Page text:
Private Lionel Edwin V. Straw, 8329, 4th Battalion, West Yorkshire Regiment (Prince of Wales's Own)
Lionel Edwin V. Straw was born in August 1889, the second son of Arthur Straw and Harriet Annie Place who married at Swinton, near Rotherham on 24th October 1887. By 1891 Arthur, a labourer in a brewery, Harriet with their two children, Lawrence Arthur (born summer 1888) and Lionel Edwin were living at 31, Alverthorpe Road, Wakefield. Arthur was born in Swinton, Yorkshire and Harriet’s hailed from Ilfracombe in Devon. According to the Census Lionel was born in Ossett, although it has not been possible to discover his birth registration.
By 1911, Arthur and Harriet had eight children, but sadly one had died before that year. Lawrence was most probably serving with the British Army, but the other surviving six children (five born in Wakefield and only Lionel born in Ossett) were living at 29 Quebec Street, Wakefield with their parents. Harriet Annie was a teacher of piano and like his father and a younger brother, Lionel was working as a labourer in an iron foundry.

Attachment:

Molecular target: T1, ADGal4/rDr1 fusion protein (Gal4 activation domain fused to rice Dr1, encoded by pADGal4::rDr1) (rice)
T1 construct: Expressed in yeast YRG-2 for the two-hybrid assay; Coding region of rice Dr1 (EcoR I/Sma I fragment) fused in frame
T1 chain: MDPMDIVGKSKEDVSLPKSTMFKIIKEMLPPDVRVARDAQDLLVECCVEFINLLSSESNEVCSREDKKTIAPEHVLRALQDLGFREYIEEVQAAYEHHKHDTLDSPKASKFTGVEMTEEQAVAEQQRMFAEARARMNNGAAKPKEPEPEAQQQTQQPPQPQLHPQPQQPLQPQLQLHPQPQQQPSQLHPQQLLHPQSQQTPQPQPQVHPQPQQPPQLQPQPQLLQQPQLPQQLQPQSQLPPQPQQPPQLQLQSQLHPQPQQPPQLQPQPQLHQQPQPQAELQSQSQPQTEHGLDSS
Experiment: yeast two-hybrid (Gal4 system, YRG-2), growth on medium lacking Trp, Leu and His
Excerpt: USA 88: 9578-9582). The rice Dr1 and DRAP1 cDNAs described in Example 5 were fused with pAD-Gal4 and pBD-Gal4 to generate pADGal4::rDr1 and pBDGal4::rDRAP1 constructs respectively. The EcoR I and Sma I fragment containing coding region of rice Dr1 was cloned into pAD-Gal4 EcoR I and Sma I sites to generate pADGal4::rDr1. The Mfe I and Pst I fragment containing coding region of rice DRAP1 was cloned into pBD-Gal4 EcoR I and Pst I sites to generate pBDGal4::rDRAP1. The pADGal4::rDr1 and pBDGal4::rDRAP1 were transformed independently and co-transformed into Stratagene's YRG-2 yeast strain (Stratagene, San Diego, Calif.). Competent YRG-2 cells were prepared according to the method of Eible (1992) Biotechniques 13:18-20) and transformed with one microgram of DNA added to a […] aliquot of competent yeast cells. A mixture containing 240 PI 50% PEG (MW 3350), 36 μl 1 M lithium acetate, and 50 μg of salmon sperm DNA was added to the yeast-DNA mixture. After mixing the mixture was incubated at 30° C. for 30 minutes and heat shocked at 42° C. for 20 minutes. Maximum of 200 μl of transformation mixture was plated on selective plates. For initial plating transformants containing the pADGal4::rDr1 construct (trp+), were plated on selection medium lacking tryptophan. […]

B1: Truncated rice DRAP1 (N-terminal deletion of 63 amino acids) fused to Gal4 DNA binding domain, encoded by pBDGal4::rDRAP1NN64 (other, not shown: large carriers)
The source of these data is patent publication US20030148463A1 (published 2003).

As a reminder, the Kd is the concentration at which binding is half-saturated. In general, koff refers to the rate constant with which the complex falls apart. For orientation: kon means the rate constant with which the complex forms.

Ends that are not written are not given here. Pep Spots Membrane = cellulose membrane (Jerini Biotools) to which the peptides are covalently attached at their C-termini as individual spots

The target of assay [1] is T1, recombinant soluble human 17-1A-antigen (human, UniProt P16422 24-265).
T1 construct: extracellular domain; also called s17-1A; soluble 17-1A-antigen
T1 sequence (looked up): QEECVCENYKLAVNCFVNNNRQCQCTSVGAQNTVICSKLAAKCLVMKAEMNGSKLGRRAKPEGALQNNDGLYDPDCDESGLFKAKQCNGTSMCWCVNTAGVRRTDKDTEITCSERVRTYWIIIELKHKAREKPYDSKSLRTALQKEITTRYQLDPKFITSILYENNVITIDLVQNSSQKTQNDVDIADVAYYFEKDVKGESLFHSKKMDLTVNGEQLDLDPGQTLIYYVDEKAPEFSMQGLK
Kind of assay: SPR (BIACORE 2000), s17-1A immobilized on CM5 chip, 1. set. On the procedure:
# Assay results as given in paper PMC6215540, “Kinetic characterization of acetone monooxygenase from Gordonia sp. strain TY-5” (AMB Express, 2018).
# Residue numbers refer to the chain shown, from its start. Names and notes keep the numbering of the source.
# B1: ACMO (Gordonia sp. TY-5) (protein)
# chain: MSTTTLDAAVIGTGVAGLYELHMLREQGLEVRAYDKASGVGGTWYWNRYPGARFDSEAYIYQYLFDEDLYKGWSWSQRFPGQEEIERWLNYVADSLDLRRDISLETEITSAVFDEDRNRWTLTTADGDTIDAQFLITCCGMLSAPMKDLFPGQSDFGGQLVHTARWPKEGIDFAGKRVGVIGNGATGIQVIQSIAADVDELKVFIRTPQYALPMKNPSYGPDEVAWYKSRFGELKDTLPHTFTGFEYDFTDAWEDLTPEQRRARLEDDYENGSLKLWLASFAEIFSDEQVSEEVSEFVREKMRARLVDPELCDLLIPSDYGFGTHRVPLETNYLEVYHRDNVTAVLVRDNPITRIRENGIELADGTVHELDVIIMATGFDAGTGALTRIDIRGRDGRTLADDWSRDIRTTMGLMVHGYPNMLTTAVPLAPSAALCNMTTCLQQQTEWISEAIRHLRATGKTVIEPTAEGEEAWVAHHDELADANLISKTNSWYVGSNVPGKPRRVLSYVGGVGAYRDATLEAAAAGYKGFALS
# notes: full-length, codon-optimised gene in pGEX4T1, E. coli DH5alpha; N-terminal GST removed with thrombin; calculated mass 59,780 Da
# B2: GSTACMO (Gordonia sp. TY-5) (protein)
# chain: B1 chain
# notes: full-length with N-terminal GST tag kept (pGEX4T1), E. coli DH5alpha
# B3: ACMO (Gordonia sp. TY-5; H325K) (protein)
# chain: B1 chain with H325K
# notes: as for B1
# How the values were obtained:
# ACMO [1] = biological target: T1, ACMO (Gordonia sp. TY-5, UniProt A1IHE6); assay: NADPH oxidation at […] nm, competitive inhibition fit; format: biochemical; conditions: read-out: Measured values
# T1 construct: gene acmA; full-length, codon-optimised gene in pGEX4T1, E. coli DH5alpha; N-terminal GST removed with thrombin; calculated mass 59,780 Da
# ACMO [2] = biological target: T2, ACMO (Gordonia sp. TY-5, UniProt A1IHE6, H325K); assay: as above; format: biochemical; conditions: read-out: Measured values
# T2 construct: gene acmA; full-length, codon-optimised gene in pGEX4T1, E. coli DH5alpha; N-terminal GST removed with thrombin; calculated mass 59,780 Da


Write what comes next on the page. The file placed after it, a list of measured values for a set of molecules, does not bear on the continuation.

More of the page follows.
On the 25th November 1911 at Wakefield Cathedral Lionel, aged 22 years and a machine glass worker, married 20 year old Amy Siddle. Lionel's address was given as 25, New Row, Storrs Hill Ossett and Amy’s home was at nearby Back Albert Street, Ossett. The couple had their only child, a daughter, Edith Eva May Straw who was born at Wakefield on the 27th February 1912.
Only about 33% of WWI army service records survived a Luftwaffe attack on central London in September 1940. Lionel’s record was one of those that did survive. On the 8th August 1914, just four days after Great Britain declared war against Imperial Germany, Lionel Straw, aged 24 years and 360 days was medically examined, declared fit and on the 10th August 1914 at Leeds he enlisted in the Army for six years.